Released in early 2005, 9 Songs is a mildly controversial British film which was notable because it was one of the few mainstream (i.e. not pr0n) films to be released in cinemas which contained actual, non-simulated sex. It was not, however, the first non-pornographic release to contain this; 2001's Intimacy and the French shock-fest Baise Moi both contained explicit sexual content (the latter of which was really rather violent in nature at times) but 9 Songs took it to a whole new level.

The film has but two characters; well, two characters who have any lines, that is. These are Matt, an English bloke whose job is apparently something to do with glaciology, and Lisa, an American exchange student. They meet at a concert at the Brixton Academy by the Black Rebel Motorcycle Club and engage in gratuitous sex. This is then followed by shots of Antarctica, and then it's repeated another eight times, but with a different indie rock band and slightly different sex. And the same icy wastes of Antarctica from a different angle.

That's it.

Oh, occasionally they do a line of cocaine before and/or after shagging each other's brains out, but the cycle of indie rock/shagging/Antarctica is pretty much the entirety of the film's 72-minute running time.

The reason the film was so controversial was the fact that it was all actual penetrative intercourse, and said penetrative intercourse first appeared a mere 39 seconds into the film. Certain more, well, prudish, commentators heartily disapproved of the film for these reasons, and they may, in a way, have a point; I, for one, couldn't discern any reason why simulated sex wouldn't have done other than to add a light veneer of authenticity to the whole proceedings. A more cynical part of me, however, believes that the only reason for it was to try and sell it through causing a storm in a teacup. Though to be honest, the sex was worlds away from the writhing-mass-of-pasty-limbs sex of today's industrially produced porno, even if during one assignation Lisa did utter the words "Fuck me harder." Make of that what you will. Also, the "foot-wanking in the bath" scene did cause me to raise an inquisitive eyebrow. But on the other hand, the sex in 9 Songs was also far removed from the typical romantic comedy-type soft-focus jobby, with its swelling music and billowing curtains and things. It was filmed very much neutrally; no background music and no strange lighting effects.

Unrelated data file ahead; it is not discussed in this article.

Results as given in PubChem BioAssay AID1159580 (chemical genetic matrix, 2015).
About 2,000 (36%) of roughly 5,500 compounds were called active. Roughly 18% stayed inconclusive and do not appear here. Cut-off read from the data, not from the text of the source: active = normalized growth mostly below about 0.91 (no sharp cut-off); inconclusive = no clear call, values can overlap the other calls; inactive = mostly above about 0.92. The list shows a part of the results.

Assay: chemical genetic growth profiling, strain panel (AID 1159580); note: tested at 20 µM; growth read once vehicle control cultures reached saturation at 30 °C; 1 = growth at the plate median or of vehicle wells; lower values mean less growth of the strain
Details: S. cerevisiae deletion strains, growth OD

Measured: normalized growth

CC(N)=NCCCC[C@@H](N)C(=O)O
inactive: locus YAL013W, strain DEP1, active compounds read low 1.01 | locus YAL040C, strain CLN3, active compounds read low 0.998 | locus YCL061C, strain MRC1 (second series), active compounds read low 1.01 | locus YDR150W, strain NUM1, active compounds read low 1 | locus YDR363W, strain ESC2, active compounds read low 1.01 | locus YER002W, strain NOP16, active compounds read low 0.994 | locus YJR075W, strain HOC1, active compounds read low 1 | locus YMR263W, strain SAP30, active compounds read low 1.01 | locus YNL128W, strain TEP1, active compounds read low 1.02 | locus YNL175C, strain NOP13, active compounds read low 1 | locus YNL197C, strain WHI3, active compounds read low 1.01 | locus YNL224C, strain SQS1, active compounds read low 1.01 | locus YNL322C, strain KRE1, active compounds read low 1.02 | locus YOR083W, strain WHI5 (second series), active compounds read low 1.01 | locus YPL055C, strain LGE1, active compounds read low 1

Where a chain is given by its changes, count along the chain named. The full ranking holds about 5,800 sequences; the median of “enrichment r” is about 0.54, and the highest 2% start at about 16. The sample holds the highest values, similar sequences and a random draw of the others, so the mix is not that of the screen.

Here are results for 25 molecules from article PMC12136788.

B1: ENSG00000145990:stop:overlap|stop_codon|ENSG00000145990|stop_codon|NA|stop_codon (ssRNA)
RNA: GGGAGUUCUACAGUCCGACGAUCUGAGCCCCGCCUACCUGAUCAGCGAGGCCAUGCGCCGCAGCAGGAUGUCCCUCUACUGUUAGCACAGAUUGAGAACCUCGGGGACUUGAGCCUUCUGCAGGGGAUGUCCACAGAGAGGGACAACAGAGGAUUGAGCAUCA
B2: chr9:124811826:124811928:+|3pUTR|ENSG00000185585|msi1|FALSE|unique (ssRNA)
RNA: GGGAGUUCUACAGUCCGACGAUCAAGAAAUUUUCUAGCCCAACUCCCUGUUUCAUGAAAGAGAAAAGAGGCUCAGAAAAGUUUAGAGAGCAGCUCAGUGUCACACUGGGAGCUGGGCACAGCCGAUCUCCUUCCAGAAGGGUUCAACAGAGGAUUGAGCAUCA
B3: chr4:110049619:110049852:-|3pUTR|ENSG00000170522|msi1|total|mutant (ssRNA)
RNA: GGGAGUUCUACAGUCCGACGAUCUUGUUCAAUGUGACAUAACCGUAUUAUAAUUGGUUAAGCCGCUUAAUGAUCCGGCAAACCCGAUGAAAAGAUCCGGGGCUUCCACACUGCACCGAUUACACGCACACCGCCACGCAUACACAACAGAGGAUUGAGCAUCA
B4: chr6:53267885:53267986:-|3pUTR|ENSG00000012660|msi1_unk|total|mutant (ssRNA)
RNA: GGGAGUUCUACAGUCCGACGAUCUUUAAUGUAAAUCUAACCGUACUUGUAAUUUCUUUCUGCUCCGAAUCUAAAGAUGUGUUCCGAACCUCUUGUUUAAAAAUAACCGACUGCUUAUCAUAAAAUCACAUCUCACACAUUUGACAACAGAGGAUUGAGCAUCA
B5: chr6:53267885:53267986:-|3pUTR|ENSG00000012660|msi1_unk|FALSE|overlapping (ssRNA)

But then again, although I wouldn't say it was pornographic in nature, the film seemed to revolve almost entirely around sex. I have to be frank here; I found it, well, rather dull. I suppose it was trying to say something about relationships in the mid 2000s, and how they revolve around being sexual in nature rather than with any firm commitment, and there were a few clumsy metaphors about how they were like camping out in Antarctica ("Claustrophobia and agoraphobia all at once. Like being in bed with someone."), but that's pretty much it really. When the ending titles started to flash up on my laptop and the DVD was spat out its drive, I half expected to see tumbleweed wafting across my keyboard. So I logged onto IMDB and found that it had a 5.0/10 rating, which, if you ask me, is pretty fair and equitable, all things considered. It wasn't a turkey, but it wasn't particularly good either. It was just a vaguely art-house affair which was aimed squarely at the same sort of people as the protagonists. It also made the mistake of relying on the fact that it had real sex in it far too heavily, to the expense of any plot or characterisation except what we could glean from their pillow talk. Pity, really; with less shagging and better dialogue it could have been rather interesting.

Log in or register to write something here or to contact authors.